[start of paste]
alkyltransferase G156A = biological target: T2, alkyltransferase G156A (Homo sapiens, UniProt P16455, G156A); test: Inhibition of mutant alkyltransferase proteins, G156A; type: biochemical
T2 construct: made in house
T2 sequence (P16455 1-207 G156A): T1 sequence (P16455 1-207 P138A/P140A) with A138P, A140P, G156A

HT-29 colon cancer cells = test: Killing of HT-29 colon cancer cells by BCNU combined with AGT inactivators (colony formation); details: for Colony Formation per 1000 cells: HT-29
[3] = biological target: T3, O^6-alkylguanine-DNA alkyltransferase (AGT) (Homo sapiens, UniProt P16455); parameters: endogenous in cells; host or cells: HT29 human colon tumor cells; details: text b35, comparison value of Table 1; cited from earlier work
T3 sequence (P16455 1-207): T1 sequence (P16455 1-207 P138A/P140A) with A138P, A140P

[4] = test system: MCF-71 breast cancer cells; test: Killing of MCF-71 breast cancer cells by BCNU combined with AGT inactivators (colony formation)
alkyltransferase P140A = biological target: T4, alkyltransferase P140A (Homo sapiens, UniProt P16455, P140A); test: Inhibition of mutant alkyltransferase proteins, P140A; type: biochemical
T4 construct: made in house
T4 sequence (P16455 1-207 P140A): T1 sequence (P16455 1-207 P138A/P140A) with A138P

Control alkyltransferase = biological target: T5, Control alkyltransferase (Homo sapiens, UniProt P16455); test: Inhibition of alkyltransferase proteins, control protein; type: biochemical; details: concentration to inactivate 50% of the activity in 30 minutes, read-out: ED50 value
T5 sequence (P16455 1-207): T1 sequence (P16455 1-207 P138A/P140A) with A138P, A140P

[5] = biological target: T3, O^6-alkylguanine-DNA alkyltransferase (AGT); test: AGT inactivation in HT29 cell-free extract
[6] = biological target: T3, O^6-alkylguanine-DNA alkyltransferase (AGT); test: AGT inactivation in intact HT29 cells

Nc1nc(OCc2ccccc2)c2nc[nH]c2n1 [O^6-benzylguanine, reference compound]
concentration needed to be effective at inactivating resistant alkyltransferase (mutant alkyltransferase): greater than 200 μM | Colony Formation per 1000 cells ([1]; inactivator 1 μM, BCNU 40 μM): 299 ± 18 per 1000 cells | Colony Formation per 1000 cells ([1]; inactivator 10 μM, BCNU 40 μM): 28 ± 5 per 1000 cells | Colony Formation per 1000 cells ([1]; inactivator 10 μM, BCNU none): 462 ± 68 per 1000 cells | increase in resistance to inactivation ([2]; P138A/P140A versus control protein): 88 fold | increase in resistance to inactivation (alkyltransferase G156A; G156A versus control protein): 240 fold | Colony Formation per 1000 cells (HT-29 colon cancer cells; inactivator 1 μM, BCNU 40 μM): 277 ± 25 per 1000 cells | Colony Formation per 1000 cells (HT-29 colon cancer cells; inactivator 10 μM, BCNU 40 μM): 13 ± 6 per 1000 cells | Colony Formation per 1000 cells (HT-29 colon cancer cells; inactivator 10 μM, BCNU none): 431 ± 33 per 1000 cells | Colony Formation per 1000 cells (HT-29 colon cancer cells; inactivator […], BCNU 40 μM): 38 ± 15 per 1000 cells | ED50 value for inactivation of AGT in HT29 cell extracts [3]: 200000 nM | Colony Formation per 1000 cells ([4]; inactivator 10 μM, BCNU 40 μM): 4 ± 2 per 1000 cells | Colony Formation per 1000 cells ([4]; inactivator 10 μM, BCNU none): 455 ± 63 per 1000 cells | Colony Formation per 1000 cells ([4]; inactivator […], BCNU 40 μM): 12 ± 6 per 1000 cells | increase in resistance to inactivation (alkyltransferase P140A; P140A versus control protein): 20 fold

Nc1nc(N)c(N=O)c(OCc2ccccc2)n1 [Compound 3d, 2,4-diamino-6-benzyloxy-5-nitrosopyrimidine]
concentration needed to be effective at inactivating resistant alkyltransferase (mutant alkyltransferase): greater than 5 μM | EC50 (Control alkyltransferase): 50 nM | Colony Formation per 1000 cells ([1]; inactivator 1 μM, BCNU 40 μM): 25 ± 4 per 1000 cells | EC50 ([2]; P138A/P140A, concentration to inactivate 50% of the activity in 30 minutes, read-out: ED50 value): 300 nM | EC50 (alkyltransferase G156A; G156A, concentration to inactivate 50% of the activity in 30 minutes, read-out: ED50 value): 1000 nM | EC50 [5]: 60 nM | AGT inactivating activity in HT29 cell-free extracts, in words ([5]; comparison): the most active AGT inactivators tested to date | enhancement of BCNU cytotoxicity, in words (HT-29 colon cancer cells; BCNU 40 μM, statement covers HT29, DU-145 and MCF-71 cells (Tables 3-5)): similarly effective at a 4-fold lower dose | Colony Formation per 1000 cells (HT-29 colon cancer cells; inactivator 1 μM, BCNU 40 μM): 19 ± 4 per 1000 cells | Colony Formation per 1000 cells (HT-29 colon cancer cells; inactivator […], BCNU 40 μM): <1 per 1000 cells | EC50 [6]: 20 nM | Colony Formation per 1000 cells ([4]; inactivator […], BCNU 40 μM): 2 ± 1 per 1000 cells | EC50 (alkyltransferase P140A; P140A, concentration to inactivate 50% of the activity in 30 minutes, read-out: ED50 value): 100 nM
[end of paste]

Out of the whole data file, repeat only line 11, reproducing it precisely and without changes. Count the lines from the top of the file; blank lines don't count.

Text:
Control alkyltransferase = biological target: T5, Control alkyltransferase (Homo sapiens, UniProt P16455); test: Inhibition of alkyltransferase proteins, control protein; type: biochemical; details: concentration to inactivate 50% of the activity in 30 minutes, read-out: ED50 value